# GPU Power Confusion

#### clutchc

##### New Member
I have noticed that when testing different gfx cards, some of them report more than one GPU power result in HWinfo64.  This example that I posted below shows GPU power and GPU Core Power.  Which one is the total power consumed by the gfx card?  What is the difference between the two phrases; gpu power and gpu core power?

http://imgur.com/a/S1ymi

This has been explained a few times here on forum.
GPU Core Power covers only the core rail of the GPU (measured via VRM telemetry). GPU chip power should cover entire GPU chip power (core + aux + additional logic), which is calculated by the GPU and partially measured (core and sometimes aux too) and partially estimated based on activity counters (additional logic) or fixed constants. Note, that the core power might sometimes seem higher, due to instantaneous peaks, which are averaged in the total (chip) power calculation.

Martin said:
This has been explained a few times here on forum.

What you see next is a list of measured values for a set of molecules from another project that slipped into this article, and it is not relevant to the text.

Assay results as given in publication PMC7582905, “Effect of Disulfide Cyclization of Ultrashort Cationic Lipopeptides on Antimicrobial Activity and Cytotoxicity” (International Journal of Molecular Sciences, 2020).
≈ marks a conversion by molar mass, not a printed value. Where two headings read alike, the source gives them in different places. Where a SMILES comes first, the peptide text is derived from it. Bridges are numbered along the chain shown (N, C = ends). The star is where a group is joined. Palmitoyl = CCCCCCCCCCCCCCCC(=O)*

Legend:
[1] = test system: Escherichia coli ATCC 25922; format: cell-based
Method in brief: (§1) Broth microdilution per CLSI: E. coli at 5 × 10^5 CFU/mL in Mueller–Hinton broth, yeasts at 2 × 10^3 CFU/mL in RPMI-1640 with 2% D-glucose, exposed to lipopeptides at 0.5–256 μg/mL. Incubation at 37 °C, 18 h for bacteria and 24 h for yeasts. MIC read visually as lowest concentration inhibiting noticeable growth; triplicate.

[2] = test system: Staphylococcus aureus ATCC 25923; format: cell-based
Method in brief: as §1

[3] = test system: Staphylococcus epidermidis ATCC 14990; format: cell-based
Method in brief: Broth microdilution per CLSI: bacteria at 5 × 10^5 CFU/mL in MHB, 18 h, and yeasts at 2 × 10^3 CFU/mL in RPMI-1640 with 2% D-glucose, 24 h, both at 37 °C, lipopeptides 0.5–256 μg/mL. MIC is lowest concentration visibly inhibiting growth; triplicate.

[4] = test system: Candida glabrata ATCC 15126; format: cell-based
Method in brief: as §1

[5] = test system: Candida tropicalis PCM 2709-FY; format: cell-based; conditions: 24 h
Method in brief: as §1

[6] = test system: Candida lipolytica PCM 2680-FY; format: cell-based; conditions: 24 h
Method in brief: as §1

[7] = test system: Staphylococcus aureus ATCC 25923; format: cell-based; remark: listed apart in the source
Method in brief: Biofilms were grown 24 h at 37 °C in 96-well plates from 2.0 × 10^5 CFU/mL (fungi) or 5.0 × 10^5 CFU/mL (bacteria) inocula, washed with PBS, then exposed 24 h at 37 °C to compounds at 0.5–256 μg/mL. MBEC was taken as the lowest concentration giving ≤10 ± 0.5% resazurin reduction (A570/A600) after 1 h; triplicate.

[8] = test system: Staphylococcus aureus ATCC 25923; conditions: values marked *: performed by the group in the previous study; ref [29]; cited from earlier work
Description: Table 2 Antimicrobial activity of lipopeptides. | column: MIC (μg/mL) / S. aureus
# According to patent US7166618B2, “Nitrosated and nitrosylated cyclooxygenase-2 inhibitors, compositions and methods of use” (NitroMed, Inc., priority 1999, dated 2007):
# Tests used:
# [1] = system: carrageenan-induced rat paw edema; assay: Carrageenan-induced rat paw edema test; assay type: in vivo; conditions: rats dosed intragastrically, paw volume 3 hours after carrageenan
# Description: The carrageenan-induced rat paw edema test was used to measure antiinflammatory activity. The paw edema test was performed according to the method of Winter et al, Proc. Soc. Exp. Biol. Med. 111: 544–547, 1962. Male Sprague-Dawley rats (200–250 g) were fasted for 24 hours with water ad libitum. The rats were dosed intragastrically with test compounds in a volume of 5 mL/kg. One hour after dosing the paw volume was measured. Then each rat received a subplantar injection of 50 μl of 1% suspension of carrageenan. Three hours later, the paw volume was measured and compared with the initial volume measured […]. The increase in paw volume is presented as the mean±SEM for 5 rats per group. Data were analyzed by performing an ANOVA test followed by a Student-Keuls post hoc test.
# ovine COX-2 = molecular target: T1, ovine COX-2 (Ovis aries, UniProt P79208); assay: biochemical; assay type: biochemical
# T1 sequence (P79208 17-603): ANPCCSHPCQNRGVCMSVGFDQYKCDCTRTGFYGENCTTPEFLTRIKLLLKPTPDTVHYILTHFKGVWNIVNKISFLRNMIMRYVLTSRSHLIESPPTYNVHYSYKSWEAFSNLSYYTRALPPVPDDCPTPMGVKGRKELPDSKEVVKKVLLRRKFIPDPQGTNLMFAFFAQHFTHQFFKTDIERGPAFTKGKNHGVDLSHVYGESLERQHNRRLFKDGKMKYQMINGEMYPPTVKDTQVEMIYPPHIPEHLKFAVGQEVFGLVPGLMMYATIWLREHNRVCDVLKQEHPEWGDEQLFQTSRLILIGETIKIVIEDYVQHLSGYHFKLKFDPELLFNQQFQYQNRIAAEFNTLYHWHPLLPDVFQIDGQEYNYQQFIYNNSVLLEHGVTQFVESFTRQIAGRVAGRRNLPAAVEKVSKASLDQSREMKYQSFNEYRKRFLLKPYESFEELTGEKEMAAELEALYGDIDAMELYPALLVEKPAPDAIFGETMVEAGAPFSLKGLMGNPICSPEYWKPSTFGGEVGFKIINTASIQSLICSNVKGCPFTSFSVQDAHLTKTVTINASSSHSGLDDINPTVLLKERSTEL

GPU Core Power covers only the core rail of the GPU (measured via VRM telemetry). GPU chip power should cover entire GPU chip power (core + aux + additional logic), which is calculated by the GPU and partially measured (core and sometimes aux too) and partially estimated based on activity counters (additional logic) or fixed constants. Note, that the core power might sometimes seem higher, due to instantaneous peaks, which are averaged in the total (chip) power calculation.

Thank you for replying to my query.  But I'm afraid I still don't understand which of the numbers in my example above represented the power consumed by my gfx card.  101W or 88W?  I assumed the card had a method to determine VOLTS x AMPS at the +12V input stage to reach the power consumed.  Apparently it needs to be more complex than that?

Yes it's more complex, because there are multiple voltage rails accounted and not all of them are capable of providing true measurements.
"GPU Power" should be more accurate, you might also better look at the average numbers sampled over the desired interval you want to measure.

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